A research design with some, but not all, of the characteristics of an experimental design. While comparison groups are available and maximum controls are used to minimize threats to validity, random selection is typically not possible or practical.
This procedure likewise attempts to establish a cause and effect relationship. It is very similar to experimental design except that other means are used to control extraneous sources of causality. See the Tool Kits on this web site for specific instructions.
A study that seems like an “experimental study” and is designed to be almost as powerful a test as if it were experimental, but the people studied are not put into their groups randomly and there is no “comparison or control group.
A design similar to an experimental design but using quasi-independent variables.
In evaluation, methods that do not involve randomly assigning members of the target population either to an intervention or to a comparison group.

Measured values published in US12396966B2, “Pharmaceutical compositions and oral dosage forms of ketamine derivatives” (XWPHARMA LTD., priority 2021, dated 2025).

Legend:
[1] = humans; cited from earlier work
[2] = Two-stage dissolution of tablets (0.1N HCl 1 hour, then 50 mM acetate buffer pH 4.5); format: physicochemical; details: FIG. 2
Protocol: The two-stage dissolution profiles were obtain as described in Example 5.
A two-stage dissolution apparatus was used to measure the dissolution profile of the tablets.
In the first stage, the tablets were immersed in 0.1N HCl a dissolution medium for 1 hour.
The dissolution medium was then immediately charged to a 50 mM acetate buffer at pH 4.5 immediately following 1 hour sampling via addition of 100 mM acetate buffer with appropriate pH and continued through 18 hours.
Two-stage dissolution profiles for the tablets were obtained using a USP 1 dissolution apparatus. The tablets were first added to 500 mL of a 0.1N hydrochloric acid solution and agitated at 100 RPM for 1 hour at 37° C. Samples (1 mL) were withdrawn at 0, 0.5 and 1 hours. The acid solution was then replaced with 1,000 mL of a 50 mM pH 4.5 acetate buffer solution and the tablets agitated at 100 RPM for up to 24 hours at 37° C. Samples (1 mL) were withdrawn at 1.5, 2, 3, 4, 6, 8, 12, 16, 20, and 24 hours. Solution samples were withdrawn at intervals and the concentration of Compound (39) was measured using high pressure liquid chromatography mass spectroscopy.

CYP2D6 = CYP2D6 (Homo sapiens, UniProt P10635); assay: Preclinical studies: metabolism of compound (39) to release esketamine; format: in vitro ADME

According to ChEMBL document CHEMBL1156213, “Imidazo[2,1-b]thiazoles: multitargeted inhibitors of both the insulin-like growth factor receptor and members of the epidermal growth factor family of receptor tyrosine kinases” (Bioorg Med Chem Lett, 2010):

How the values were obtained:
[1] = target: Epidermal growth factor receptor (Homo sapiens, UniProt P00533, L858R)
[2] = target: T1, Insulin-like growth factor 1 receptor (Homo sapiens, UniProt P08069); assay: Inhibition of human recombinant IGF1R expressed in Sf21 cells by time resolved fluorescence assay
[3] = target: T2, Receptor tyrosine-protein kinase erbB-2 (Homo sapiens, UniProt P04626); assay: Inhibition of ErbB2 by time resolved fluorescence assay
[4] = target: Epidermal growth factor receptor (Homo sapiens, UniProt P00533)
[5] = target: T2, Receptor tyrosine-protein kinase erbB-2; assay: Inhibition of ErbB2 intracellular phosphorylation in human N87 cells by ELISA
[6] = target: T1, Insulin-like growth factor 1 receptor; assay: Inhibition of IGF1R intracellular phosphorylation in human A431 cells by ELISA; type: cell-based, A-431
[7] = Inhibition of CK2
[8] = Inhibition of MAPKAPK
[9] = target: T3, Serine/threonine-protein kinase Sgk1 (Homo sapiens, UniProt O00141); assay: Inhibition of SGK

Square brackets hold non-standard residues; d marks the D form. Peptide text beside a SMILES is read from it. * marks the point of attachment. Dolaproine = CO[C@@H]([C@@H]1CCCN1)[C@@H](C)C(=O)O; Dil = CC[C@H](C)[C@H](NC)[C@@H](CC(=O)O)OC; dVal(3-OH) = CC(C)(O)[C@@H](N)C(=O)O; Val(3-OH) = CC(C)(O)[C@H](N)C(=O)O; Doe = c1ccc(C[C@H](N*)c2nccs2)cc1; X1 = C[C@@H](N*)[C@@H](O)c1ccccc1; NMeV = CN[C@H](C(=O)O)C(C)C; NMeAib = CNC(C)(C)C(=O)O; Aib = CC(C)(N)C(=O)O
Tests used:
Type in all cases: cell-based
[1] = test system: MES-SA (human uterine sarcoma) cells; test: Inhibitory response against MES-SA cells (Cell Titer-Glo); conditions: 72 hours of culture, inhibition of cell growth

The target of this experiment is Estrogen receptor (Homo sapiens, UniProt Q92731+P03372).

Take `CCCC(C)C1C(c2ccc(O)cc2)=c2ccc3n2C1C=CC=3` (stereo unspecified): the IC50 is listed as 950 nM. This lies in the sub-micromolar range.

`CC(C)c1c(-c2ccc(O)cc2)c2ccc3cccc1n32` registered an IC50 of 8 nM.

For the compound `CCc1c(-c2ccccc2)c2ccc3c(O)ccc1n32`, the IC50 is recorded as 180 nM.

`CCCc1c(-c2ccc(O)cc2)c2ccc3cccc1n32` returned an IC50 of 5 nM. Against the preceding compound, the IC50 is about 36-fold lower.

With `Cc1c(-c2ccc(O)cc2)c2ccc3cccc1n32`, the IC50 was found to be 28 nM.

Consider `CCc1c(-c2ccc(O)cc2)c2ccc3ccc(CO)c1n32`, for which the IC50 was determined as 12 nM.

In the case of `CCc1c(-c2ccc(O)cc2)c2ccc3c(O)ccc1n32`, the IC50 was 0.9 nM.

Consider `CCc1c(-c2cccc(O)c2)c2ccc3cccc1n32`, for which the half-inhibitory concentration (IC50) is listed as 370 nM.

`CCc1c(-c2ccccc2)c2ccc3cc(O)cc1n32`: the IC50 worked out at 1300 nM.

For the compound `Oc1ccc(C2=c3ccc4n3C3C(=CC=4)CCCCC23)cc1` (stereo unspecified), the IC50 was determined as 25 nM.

A non-randomized experimental design that compares what happens to the target of a conservation activity to groups (places) who are not the target of a conservation activity. One example of a quasi-experimental design that is a pre-post quasi-experimental design in which a comparison is made for a group prior to initiating the activity and afterwards. A second example involves the construction of a control or comparison group (or site) with comparisons made between the â€œtreatmentâ€ group (site) subject to the conservation activity and that which is not subject to it. The selection of the â€œtreatmentâ€ and â€œcontrolâ€ groups is done through means other than randomization.
A research design that differs from an experimental design because participants are not randomly allocated to groups. An example might be testing two classes from the same age group or workers from two different offices. There is the assumption that both groups are equivalent but this is unlikely to be the case. This method is most common in social psychology research.